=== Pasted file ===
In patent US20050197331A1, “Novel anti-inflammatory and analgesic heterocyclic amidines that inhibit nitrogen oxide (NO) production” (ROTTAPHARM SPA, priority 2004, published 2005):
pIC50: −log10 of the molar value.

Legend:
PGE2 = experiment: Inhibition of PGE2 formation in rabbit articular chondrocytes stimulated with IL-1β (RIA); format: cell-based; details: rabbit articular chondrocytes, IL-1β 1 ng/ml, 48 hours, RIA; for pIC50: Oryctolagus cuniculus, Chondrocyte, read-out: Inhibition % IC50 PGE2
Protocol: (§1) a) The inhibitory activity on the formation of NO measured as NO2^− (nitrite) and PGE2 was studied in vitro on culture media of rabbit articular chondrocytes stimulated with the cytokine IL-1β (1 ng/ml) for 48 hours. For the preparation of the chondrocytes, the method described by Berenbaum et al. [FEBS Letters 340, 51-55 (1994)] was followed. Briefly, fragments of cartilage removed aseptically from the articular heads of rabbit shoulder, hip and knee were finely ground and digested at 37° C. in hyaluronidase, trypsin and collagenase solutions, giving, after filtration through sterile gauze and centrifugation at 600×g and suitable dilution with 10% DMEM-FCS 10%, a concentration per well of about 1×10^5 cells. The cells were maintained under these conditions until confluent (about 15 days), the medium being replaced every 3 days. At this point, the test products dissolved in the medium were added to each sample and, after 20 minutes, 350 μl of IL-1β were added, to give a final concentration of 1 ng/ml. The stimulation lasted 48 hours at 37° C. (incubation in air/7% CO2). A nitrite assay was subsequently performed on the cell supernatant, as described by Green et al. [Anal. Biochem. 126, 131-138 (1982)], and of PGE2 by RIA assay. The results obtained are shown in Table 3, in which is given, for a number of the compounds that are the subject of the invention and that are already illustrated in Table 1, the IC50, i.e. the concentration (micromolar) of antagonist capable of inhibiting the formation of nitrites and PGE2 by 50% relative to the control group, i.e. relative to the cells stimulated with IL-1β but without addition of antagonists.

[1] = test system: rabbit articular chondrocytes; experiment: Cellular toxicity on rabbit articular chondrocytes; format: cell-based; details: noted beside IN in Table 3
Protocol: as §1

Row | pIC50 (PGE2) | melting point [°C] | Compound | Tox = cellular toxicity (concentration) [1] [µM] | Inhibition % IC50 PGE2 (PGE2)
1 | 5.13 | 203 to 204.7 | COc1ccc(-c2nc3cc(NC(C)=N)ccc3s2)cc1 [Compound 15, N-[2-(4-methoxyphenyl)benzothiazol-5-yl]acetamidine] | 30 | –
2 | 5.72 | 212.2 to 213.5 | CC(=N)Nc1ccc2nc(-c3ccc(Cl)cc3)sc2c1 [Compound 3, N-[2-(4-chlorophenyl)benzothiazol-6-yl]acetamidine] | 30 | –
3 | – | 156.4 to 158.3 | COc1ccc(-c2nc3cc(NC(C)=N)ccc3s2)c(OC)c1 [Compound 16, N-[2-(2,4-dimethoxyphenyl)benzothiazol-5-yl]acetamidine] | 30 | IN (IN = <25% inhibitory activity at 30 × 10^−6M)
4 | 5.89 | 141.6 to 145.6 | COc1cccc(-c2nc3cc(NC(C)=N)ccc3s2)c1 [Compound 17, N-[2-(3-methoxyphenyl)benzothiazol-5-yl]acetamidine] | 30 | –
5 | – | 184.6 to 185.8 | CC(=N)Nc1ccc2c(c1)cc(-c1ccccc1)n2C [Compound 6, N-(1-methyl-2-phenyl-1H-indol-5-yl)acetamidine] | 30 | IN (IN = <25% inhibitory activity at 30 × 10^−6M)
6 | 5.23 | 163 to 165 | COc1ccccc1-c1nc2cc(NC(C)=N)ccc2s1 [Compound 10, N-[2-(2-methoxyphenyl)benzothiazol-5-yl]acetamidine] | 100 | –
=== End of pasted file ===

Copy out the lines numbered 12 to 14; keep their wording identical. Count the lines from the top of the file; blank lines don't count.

4 | 5.89 | 141.6 to 145.6 | COc1cccc(-c2nc3cc(NC(C)=N)ccc3s2)c1 [Compound 17, N-[2-(3-methoxyphenyl)benzothiazol-5-yl]acetamidine] | 30 | –
5 | – | 184.6 to 185.8 | CC(=N)Nc1ccc2c(c1)cc(-c1ccccc1)n2C [Compound 6, N-(1-methyl-2-phenyl-1H-indol-5-yl)acetamidine] | 30 | IN (IN = <25% inhibitory activity at 30 × 10^−6M)
6 | 5.23 | 163 to 165 | COc1ccccc1-c1nc2cc(NC(C)=N)ccc2s1 [Compound 10, N-[2-(2-methoxyphenyl)benzothiazol-5-yl]acetamidine] | 100 | –